Authentication and Credentials



The PowerShell cmdlets included in NetCmdlets allow you to perform authentication using either plain text (with the -User and -Password string parameters) or with a PSCredential object (through the -Credential parameter).

Here's an example with the Get-LDAP cmdlet.

  1. Bind to the directory server using plain text parameters, like this:

    PS> Connect-LDAP -Server myserver -BindDN mydomain\admin -Password admin

  2. Or, bind using a PSCredential object, like this:

    PS> $myCred = Get-Credential
    PS> Connect-LDAP -Server myserver -Cred $mycred

    Note: It is also possible to bind with credentials even if you're not using Active Directory (ie, if you're binding with Novell or OpenLDAP).

Here's another example using the Get-FTP cmdlet.

  1. Connecting to an FTP server supplying a plain text user and password:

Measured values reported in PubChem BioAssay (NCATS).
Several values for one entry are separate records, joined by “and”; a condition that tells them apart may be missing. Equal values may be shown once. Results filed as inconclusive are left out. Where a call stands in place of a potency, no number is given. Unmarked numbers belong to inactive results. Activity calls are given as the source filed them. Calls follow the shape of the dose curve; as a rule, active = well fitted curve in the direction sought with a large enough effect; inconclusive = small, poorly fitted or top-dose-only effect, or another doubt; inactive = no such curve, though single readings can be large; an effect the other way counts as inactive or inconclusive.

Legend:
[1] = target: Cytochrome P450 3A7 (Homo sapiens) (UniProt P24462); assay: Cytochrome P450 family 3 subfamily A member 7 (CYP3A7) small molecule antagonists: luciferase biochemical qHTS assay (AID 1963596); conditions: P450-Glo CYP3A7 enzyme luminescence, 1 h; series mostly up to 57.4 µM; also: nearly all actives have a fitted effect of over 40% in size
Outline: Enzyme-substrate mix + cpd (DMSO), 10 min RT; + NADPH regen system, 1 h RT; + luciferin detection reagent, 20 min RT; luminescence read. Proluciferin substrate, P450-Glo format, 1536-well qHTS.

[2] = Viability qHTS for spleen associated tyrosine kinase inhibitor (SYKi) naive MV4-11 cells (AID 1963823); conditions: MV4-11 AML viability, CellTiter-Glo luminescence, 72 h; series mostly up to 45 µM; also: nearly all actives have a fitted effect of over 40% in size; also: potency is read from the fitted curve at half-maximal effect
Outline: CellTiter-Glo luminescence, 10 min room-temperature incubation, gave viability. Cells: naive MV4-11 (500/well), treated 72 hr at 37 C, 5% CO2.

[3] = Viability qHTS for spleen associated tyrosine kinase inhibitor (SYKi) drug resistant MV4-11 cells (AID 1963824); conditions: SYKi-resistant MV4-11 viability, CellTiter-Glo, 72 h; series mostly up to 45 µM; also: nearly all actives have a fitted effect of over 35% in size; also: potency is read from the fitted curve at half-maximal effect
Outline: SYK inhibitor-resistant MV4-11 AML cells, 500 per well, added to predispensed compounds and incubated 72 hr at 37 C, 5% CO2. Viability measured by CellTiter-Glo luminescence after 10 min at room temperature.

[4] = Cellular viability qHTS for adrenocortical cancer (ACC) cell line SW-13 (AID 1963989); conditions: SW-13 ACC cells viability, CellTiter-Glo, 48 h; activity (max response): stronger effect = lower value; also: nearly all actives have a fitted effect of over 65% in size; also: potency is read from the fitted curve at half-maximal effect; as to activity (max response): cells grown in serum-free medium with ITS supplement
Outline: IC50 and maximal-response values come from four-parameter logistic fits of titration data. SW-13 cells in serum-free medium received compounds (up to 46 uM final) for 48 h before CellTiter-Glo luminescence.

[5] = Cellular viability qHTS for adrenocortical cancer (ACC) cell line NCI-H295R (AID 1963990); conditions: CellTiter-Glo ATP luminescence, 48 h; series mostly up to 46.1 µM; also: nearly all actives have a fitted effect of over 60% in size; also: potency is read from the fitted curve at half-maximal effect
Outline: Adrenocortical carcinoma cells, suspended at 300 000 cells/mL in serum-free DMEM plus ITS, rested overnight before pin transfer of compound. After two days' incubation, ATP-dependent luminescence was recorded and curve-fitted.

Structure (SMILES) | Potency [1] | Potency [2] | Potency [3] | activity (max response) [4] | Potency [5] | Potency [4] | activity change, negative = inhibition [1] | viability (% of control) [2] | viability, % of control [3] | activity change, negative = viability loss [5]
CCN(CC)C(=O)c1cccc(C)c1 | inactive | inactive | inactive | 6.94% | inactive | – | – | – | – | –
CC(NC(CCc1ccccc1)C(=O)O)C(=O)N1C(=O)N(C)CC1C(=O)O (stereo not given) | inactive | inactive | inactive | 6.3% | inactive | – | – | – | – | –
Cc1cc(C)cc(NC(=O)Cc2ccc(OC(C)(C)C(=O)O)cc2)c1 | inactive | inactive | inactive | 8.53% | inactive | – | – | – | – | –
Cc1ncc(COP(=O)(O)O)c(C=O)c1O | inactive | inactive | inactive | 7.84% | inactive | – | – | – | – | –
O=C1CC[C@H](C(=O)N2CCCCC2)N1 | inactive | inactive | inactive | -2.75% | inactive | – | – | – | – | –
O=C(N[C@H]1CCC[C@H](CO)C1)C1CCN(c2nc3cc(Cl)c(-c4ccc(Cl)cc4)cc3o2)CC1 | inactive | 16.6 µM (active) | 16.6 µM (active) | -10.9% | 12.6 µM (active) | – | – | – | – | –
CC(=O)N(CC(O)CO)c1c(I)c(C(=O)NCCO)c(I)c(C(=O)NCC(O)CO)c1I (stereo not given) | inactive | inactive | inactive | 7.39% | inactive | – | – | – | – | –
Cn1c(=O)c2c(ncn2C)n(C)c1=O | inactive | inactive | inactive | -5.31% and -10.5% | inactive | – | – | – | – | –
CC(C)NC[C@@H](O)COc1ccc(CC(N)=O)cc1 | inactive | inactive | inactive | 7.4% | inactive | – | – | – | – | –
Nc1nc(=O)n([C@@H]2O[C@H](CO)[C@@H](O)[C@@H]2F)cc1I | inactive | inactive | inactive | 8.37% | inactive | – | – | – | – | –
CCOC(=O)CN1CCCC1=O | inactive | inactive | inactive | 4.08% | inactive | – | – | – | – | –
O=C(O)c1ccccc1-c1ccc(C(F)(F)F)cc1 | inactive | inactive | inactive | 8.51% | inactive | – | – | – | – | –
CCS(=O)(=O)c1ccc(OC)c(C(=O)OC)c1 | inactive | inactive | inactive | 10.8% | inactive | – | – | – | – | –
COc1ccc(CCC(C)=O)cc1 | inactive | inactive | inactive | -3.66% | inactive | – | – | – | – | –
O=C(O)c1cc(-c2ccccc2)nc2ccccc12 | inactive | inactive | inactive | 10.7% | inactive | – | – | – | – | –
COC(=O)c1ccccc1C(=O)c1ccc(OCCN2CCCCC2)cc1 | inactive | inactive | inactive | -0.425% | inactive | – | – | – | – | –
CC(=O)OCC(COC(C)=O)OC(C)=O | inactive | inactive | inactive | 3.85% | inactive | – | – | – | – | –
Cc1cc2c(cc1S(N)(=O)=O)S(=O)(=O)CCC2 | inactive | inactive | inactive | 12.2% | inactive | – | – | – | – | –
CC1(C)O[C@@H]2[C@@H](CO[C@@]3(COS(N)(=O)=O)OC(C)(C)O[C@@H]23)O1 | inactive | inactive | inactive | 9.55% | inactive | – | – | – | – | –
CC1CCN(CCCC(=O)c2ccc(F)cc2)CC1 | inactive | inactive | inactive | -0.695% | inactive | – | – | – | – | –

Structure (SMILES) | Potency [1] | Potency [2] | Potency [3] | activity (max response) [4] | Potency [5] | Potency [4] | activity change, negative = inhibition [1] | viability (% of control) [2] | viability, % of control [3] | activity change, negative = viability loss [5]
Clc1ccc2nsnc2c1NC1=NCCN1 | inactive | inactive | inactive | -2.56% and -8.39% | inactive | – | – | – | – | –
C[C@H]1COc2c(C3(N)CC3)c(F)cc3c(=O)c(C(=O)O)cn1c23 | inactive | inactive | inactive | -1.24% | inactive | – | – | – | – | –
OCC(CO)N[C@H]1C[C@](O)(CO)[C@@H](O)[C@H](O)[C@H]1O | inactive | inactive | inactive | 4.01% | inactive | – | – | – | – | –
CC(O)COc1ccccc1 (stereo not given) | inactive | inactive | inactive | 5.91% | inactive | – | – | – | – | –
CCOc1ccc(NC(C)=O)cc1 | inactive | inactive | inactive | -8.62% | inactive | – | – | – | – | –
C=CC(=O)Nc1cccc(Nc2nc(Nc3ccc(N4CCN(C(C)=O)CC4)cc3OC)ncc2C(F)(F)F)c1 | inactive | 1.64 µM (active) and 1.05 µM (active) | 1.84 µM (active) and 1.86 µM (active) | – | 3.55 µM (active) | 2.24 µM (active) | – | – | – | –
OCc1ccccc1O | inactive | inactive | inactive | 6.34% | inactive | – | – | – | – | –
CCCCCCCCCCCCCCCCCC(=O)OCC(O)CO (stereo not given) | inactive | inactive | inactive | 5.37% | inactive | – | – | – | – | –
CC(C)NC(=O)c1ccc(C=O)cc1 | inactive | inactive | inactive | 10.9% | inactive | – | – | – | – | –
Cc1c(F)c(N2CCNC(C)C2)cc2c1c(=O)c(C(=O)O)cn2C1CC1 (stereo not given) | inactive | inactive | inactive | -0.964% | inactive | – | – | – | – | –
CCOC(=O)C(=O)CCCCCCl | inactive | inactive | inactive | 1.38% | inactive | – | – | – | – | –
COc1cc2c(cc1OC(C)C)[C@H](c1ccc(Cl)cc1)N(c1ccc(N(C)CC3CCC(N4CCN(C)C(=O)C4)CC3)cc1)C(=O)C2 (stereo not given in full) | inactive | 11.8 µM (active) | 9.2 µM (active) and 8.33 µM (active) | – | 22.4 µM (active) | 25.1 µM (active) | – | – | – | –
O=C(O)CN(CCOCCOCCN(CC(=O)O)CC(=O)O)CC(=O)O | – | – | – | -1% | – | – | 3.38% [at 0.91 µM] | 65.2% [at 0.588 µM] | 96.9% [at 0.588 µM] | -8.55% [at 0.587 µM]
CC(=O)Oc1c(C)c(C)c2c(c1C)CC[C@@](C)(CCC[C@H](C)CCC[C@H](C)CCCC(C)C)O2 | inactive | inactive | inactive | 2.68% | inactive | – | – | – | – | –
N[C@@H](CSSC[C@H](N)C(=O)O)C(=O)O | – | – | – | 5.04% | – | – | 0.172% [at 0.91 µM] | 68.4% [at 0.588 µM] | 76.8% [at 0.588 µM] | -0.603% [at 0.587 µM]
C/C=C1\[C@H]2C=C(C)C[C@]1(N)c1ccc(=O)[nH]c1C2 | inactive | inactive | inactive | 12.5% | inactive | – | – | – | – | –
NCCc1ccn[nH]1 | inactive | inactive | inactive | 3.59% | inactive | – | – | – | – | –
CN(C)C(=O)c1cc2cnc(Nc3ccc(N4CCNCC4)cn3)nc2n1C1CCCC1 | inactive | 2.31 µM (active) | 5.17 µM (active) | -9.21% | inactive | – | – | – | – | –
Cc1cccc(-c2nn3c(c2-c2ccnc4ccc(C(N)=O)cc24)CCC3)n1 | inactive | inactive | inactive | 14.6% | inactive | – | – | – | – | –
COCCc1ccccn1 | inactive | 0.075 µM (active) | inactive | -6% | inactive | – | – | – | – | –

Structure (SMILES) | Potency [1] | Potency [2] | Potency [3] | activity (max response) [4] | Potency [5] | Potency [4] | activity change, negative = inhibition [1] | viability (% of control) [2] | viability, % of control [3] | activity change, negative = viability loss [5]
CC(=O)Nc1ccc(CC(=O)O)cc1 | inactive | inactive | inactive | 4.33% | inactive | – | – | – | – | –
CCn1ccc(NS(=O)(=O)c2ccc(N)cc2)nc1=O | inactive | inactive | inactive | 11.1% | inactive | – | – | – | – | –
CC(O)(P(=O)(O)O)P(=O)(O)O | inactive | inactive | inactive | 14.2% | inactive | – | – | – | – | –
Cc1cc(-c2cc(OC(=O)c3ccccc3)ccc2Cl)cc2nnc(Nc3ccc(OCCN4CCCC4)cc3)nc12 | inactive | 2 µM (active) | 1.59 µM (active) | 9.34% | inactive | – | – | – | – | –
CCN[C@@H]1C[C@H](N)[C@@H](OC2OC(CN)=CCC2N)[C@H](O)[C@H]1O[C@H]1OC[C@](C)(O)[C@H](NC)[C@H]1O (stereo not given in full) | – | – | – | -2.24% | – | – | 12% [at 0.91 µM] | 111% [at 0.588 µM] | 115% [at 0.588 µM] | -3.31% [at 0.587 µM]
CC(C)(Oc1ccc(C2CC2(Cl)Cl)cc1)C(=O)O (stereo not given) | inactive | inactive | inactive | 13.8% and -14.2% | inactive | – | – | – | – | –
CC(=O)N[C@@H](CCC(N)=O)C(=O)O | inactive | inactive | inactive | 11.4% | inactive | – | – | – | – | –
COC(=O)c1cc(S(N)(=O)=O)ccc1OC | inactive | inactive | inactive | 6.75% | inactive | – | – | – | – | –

PS> Get-FTP -Server myserver -User myusername -Password mypassword

  2. Or, connecting to an FTP server using a PSCredential object:

    PS> $myCred = Get-Credential
    PS> Get-FTP -Server myserver -Cred $mycred

Both of the above examples that use the -Credential parameter assume that a PSCredential object was already created and stored in the $mycred variable. The process of manually creating the PSCredential object can be avoided by saving your password in a securestring file and creating the new PSCredential object on the fly, using those file contents, like so:

PS> Read-Host -AsSecureString | ConvertFrom-SecureString | Out-File C:\mysecstr.txt

PS> $pass = Get-Content C:\mysecstr.txt | ConvertTo-SecureString

PS> $mycred = New-Object -TypeName System.Management.Automation.PSCredential -ArgumentList "myusername",$pass